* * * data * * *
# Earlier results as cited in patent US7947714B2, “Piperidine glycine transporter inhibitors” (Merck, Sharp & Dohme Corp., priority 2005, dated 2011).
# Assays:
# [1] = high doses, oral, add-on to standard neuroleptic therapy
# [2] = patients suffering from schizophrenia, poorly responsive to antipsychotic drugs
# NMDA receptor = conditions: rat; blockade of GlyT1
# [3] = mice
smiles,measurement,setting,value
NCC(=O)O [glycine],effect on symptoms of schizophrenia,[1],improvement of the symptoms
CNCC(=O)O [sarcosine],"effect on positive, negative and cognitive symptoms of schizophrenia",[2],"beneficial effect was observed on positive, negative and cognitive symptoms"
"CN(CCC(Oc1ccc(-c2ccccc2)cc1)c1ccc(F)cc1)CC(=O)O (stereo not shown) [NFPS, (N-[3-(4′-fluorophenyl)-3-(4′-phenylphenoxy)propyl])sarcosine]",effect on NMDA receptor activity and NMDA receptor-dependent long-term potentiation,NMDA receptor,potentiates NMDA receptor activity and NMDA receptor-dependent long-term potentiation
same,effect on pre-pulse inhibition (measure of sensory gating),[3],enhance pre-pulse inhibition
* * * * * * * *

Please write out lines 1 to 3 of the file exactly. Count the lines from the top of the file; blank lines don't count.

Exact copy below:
# Earlier results as cited in patent US7947714B2, “Piperidine glycine transporter inhibitors” (Merck, Sharp & Dohme Corp., priority 2005, dated 2011).
# Assays:
# [1] = high doses, oral, add-on to standard neuroleptic therapy